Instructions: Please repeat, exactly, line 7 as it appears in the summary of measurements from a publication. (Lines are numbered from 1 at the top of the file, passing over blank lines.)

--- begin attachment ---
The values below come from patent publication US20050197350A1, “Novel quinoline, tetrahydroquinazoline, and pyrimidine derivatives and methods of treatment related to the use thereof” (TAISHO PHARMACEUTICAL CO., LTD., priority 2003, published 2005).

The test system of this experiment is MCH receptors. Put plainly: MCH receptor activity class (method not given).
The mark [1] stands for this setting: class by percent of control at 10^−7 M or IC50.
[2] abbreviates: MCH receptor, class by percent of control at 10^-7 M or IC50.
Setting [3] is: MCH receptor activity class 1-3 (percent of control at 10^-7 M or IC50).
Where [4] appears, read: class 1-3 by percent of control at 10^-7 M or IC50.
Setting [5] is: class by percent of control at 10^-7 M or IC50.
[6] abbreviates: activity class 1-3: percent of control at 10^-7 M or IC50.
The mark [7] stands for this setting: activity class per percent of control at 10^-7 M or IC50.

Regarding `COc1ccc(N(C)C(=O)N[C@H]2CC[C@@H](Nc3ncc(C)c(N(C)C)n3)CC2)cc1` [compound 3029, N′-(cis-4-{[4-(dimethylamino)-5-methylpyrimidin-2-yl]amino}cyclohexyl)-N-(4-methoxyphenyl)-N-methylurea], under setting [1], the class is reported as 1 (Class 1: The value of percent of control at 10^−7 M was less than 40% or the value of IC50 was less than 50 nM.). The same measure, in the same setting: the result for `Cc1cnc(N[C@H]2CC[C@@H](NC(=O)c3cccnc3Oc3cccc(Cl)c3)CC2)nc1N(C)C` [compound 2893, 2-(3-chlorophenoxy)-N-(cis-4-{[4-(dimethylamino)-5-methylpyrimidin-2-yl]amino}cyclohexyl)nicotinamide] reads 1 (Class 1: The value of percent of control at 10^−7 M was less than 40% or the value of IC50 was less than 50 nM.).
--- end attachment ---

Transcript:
Setting [5] is: class by percent of control at 10^-7 M or IC50.